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    Quote Originally Posted by sam View Post
    There are certainly no significant areas of trees, just some smaller areas of rowan. I have seen wreckage further away from the crash site presumably spread out from the crash impact but certainly nothing that had any kind of art work. My father recalls coming across a Browning cooling sleeve and a flying boot in the 60's whilst out walking near the site which must have been dropped by the recovery team.

    Was Sleepy Time Gal not a P61?
    The name "Sleept Time Gal" was probably one of the most popular aircraft names during the war, there were at least 10 B-24 Liberators that carried the name.

  15. #15
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    Info I've seen said it was a 44th Bomb Group B-24 that crashed there named "Sleepy Time Gal" (s/n 42-95095). Two other sources (B24BestWeb and the 93rd Bomb Group Assn. site) say that this plane was from the 328th Bomb Squadron, 93rd Bomb Group. I think the USAAF used a few Bomb Groups as clearing houses for personnel returning home and transfered planes into those groups before the flight home. I know the 458th Bomb Group was one of those used for this, the 44th must have been too.

    There were 15 men aboard for the flight, the 9 man crew and 6 passengers.

    1st Lt. Jack B. Ketchum - pilot
    1st Lt. Jack H. Spencer - copilot
    2nd Lt. Richard J. Robak - navigator
    T/Sgt. Hollburn L. Cheek - engineer
    T/Sgt. James C. Stammer - radio operator
    S/Sgt. Eldon J. Giles - gunner
    S/Sgt. Albert L. Natkin - gunner
    S/Sgt. Raymond E. Davis - gunner
    S/Sgt. Herman Riefen - gunner

    S/Sgt. John B. Ellis,Jr. - passenger
    S/Sgt. James D. Harvey - passenger
    S/Sgt. Alexander W. Hastings - passenger
    S/Sgt. Emil Einarsen - passenger
    S/Sgt. John H. Hallissey - passenger
    S/Sgt. Robert J. Francis - passenger

  16. #16
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    I visited the site in 1998, about the time of the article, and I penned a letter to FlyPast describing the eerie nature of the place which was published later.
    I will have the article filed and can copy when I return from basking on a French beach! If you can hang on a week I'll post again.
    Roger W

  17. #17
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    Thank you DL Sheley for the comfirmation of the name. Richard said the writing is in yellow and part of the drawing of the character is also on the part. He is only 14 and new to the cadets and this was his first site visit, so it is beginners luck.however he was also a mobile snack on legs for the midges.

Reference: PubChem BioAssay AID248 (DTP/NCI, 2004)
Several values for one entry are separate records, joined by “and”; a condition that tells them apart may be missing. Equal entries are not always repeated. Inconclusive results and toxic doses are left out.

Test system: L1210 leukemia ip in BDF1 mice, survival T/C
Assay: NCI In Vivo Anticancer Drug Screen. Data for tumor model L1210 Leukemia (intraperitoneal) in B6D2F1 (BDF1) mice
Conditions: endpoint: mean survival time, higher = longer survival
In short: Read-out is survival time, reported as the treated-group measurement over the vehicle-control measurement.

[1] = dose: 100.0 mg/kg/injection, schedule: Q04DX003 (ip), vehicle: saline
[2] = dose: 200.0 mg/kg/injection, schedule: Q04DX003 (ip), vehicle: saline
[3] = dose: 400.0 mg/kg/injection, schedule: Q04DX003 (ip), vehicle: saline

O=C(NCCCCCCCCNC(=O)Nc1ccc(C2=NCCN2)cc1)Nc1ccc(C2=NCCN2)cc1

18. #18
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    Sounds like I owe the wee lad an apology - plus a second one for immediately thinking "Lucky bleeder!"!

    It is a very sobering place...

    Adrian
    "Snow clearing equipment has been found under snowdrift" - message sent from RNAS Hatston, Orkney, 1944.

  19. #19
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    http://www.b24bestweb.com/sleepytimegal-v7.htm
    Here is a link to a photo of the nose art, albeit of poor quality.

  20. #20
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    It is posssible that the name was on both sides, Richard says the script was more curly and smaller and included a fragment of the artwork which was a leg.

  21. #21
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    The Jack B. Ketchum Crew

    Thank you for the opportunity to address this forum:

    Although it may appear self-serving, I ask your indulgence as I refer you to the book "Flight of the Forgotten" regarding the events leading to the crash under consideration.
    http://www.authorhouse.com
    http://www.amazon.com

    I can speak with a measure of authority as the author of that book and nephew of one of the airmen lost in the tragic crash near Shieldaig, Scotland.

    I would also dissuade those of you that are interested in the story from placing a great deal of emphasis on the Rafferty article. It has been totally debunked by most of the crewmen's families.

    The interest that all of you have expressed concerning the loss of my uncle's crew and your efforts to honor their sacrifice are greatly appreciated.

    Mark A. Vance